I feel for you. I really do. Nothing's to say we won''t all have to go through some of this one day. When our kiddos branch out there really is no telling what they might feel they need to do for attention, to make their "mark on the world," to make a stance, to feel like their own person. Honest, there is no telling.
The benefit I have at the moment is that (hopefully) it will be on a quieter scale. See, we're nobodies. I mean, we have our friends and family, in the area and at a distance. But for the most part, we're nobodies. No media, no cameras (well there's photos on FaceBook I worry about), no televised humiliation. I don't envy the position you are in at the moment.
And which way do you go? The lecture about appropriate and professional behavior? Or about little impressionable minds looking up to her? Or do you go the route of "honey, that was great, but totally at the wrong locale?" I mean, she's a little too old for the whole ignore it and it will go away routine. But she's still so young, oh so very young.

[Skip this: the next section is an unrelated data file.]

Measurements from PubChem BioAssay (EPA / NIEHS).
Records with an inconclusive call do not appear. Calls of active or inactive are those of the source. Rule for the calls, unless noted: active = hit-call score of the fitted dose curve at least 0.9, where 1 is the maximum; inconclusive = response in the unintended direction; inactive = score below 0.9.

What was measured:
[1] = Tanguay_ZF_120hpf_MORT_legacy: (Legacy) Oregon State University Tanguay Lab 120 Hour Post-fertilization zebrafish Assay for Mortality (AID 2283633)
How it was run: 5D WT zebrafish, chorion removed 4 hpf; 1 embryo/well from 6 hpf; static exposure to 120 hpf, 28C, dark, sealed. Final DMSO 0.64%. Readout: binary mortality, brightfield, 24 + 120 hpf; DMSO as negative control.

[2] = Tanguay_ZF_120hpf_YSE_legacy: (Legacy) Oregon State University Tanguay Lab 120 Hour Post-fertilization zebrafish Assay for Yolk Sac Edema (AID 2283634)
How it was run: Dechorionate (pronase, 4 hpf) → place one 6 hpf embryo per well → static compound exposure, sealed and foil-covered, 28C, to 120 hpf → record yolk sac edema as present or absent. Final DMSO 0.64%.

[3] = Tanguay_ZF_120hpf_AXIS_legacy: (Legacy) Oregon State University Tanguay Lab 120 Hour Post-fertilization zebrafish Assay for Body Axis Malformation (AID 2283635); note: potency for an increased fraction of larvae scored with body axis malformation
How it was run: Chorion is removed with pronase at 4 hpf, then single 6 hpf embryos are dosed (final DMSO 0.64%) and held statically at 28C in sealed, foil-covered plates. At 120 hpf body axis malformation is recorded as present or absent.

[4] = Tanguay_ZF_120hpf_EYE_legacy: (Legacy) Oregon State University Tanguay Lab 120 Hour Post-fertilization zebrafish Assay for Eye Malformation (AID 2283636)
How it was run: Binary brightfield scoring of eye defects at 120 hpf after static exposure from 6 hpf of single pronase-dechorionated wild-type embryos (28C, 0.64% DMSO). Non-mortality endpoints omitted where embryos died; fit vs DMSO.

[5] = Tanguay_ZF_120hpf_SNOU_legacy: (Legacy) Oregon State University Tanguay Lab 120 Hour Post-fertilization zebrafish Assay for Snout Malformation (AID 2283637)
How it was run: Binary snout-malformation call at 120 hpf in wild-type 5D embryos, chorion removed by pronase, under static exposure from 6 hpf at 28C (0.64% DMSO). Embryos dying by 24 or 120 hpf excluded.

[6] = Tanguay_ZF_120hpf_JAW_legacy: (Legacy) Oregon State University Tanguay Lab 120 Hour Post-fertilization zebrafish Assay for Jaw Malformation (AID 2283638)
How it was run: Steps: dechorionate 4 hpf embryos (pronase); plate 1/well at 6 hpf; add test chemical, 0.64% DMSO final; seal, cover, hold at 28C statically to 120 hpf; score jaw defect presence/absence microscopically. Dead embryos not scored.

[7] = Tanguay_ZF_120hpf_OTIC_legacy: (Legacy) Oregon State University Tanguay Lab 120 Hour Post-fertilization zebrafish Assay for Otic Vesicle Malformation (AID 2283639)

Oh, and less we forget the friends involved. At my kiddos' age I would involve the other parents, peer pressure and all. Is that even an option here? Do you worry about your kid's embarrassment in front of their peers or do you explain using the "honey, you did this to yourself," lecture? Do you make a call to Robin? What to do?
I really am sorry for all that has been said and will be said for quite awhile about your daughter. I mean how many times can we all ad lib the Smith Family Picture? How many times can we stare at the replay in disbelief? And for the next "grown up kiddo" that tries to out do this, how much more shock and awe can one public handle? How far is too far?
I'm sorry, Billy, but you really have your work cut out for you.
This Mom of (for now) Sheltered Kiddos